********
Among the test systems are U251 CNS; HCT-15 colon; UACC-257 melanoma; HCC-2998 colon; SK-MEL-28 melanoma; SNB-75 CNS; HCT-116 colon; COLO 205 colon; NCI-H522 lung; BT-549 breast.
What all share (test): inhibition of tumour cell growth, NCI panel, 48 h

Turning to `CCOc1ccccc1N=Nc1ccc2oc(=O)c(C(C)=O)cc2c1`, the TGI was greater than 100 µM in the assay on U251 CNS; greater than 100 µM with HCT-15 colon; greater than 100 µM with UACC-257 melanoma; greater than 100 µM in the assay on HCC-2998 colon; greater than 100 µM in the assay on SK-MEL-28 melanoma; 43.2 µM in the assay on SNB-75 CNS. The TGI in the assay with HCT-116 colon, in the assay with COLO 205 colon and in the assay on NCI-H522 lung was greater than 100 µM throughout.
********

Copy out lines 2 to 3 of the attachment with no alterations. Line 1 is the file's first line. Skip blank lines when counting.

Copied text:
What all share (test): inhibition of tumour cell growth, NCI panel, 48 h

Turning to `CCOc1ccccc1N=Nc1ccc2oc(=O)c(C(C)=O)cc2c1`, the TGI was greater than 100 µM in the assay on U251 CNS; greater than 100 µM with HCT-15 colon; greater than 100 µM with UACC-257 melanoma; greater than 100 µM in the assay on HCC-2998 colon; greater than 100 µM in the assay on SK-MEL-28 melanoma; 43.2 µM in the assay on SNB-75 CNS. The TGI in the assay with HCT-116 colon, in the assay with COLO 205 colon and in the assay on NCI-H522 lung was greater than 100 µM throughout.